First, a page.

My Power Suit
I don’t know who established the norm that women are supposed to wear form-fitting clothing all the time (it was definitely a dude), but it sucks. Skinny jeans, crop tops, bralettes, JEGGINGS. The fashion world is not a friendly place if you’re more into concealing your body than displaying it. I am down for both, depending on my mood. Some days I’m all, “crop tops only,” while others I’m more like, “someone give me a potato sack to live in forever.”
I love clothes (was a more obvious statement ever written?), and dressing up and looking chic and sexy and all that shit, but as soon as I get home it’s Pants Off; Jammies On. I’m literally in my sweats within 30 seconds of walking through the door. Because women’s clothes are tight and restricting and generally pretty damn uncomfortable. Why do you think I’m wearing overalls and caftans all the time? Any excuse to not feel like a stuffed sausage, I jump on it.
I had been looking for coveralls for a loooong time. I wanted something shapeless yet badass to throw on when I’m feeling lazy, or doughy (see my previous post). But all of the vintage ones I found were made for men and way too big. So when I found these online (and on sale) I knew it was a match made in potato sack heaven.
Scroll down for more coveralls options!
And now, as an extension of my previous post, and a countdown to my birthday next week, here are 10 more things I’ve learned in my (almost) 31 years:
- Experiment with your hair. If you’ve always wanted to try bangs (or layers, or a pixie), just do it! Your hair will grow back.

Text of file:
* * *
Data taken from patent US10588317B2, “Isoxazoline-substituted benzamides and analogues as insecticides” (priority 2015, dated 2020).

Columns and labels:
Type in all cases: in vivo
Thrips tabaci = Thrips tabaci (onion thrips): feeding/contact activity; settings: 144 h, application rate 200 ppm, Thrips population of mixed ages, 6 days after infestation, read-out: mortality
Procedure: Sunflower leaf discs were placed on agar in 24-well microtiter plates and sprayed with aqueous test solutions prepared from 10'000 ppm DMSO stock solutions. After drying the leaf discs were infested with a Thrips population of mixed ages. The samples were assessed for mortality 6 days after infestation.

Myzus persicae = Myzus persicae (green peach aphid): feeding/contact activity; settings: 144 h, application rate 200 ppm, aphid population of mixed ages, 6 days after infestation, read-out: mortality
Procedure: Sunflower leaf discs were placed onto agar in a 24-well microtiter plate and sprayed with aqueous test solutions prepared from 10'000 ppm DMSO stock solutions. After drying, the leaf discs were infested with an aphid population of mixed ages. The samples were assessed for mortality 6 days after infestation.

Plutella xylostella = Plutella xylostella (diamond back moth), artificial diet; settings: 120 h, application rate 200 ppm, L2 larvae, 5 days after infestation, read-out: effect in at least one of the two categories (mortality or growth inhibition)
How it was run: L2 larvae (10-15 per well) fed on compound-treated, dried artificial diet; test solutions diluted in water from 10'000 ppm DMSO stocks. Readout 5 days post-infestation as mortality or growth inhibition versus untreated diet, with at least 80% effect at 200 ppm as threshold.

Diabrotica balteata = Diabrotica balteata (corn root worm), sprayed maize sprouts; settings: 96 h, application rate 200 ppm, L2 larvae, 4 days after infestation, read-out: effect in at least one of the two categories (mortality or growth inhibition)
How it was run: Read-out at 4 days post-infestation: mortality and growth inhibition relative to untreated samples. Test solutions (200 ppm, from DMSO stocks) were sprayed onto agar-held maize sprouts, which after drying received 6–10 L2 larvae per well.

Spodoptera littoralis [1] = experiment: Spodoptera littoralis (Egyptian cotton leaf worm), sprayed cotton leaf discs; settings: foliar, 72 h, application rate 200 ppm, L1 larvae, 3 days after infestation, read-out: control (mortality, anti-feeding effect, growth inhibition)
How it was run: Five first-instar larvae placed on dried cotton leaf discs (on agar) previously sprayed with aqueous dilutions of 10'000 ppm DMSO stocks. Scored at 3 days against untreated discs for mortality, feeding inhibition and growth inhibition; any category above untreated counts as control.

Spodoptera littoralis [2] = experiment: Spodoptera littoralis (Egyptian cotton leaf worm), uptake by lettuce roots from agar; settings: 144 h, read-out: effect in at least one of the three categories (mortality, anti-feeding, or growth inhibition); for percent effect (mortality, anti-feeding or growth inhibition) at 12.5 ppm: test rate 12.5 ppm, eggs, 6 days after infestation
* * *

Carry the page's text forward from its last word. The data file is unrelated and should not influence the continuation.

- Reach out to women you admire. Seek mentors in many different areas of your life.
- Pay it forward. Connect people in your network with each other if you think they’d benefit from it. Don’t just connect people when it benefits you.
- Find your power outfit: that outfit that makes you feel like a goddamn girlboss*—mine is a red shift dress from Zara—and keep it in your back pocket for the days you need it most: an interview, first date (or last date), or networking event. Any instance where you need to feel and look 100.
- Step out of your sartorial comfort zone. Even just a little bit. You can wear all the safe outfits when you’re ancient, I promise.
- Imposter Syndrome is your worst enemy. Repeat after me, “Lord grant me the confidence of a mediocre white man.”
- Don’t underestimate the power of red lipstick. It’s an instant outfit/confidence boost.
- Keep your clothes where you can see them. You’ll never wear that thing you bought if it’s hiding in the back of your disorganized closet.
- Take care of the things you own. If a button falls off, sew it back on. If your shoes wear out, get them re-soled. Don’t throw something out and buy a new one if repairs can be made. Let’s not add to our landfills if we don’t have to.
- Practice patience. As a perpetually hurried New Yorker, this point is the most difficult theory to put into practice, but it’s also the most rewarding. Let that flustered person cut in front of you in line, or in traffic. Hold the door for someone with their hands full, even when you’re in a rush. And for God’s sake, let the passengers get off the subway before you attempt to get on. That last one is just simple physics, people.
Whew, thanks for reading folks. Are any of these resonating with you? Which ones?
*I kind of hate this term. I know it’s trendy or whatever, but why is the word “boss” gendered? Is it so impossible to assume that a boss is already a woman?
Shop My Fave Utility Jumpsuits
Flight Suit: BDG Urban Outfitters ON SALE! | Denim Shirt: Caslon, similar | Boots: vintage, similar | Bag: vintage Coach, similar | Hat: Big Bend Saddlery, (looks sold out) similar here, here, here | Earrings: Tate New York | Bandana: vintage, similar | Sunnies: Ray Ban